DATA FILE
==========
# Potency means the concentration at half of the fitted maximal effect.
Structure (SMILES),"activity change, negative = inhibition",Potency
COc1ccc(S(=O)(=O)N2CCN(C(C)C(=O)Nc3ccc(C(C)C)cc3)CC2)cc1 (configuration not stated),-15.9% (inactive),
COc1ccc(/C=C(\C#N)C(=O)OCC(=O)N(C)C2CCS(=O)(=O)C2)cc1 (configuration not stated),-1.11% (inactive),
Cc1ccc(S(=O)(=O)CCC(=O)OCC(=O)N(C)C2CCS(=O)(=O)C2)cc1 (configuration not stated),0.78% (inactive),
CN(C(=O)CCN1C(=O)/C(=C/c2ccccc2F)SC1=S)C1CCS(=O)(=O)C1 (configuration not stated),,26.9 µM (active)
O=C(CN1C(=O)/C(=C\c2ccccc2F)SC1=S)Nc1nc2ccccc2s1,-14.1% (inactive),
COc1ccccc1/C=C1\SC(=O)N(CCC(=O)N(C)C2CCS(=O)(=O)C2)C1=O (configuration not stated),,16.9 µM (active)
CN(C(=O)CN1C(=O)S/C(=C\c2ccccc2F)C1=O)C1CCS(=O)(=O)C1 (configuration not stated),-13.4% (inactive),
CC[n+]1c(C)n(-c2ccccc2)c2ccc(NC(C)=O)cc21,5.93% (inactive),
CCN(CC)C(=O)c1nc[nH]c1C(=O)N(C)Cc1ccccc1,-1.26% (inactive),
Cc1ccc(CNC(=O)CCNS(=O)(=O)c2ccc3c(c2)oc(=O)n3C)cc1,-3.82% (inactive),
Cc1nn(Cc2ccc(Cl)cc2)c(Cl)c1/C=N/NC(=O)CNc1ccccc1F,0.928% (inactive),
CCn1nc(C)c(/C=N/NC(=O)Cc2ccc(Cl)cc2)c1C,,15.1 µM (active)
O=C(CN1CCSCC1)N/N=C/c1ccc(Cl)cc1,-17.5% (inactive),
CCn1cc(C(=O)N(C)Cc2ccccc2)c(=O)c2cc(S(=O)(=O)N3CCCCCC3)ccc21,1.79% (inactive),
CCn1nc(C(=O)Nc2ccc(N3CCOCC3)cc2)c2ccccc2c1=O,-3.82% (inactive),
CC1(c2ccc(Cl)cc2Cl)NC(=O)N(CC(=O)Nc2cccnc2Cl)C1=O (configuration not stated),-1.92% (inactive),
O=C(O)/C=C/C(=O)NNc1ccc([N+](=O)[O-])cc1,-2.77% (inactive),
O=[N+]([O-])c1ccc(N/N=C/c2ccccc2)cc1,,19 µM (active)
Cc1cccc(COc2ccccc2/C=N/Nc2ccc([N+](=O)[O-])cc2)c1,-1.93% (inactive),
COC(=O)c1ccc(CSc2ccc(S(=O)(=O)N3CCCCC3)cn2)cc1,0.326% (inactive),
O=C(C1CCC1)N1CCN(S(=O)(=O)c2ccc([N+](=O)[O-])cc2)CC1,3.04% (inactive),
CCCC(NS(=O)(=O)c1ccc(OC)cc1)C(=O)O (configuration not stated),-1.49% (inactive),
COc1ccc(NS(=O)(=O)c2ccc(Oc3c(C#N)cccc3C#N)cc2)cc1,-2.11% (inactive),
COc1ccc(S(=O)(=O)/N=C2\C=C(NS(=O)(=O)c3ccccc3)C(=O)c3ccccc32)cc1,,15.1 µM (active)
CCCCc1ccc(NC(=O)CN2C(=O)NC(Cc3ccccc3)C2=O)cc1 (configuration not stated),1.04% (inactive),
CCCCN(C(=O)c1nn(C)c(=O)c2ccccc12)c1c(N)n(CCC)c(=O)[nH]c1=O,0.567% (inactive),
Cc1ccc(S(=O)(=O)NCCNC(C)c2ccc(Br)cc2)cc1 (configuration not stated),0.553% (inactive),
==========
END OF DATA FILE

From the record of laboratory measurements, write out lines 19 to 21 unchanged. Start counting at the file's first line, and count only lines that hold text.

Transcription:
O=C(O)/C=C/C(=O)NNc1ccc([N+](=O)[O-])cc1,-2.77% (inactive),
O=[N+]([O-])c1ccc(N/N=C/c2ccccc2)cc1,,19 µM (active)
Cc1cccc(COc2ccccc2/C=N/Nc2ccc([N+](=O)[O-])cc2)c1,-1.93% (inactive),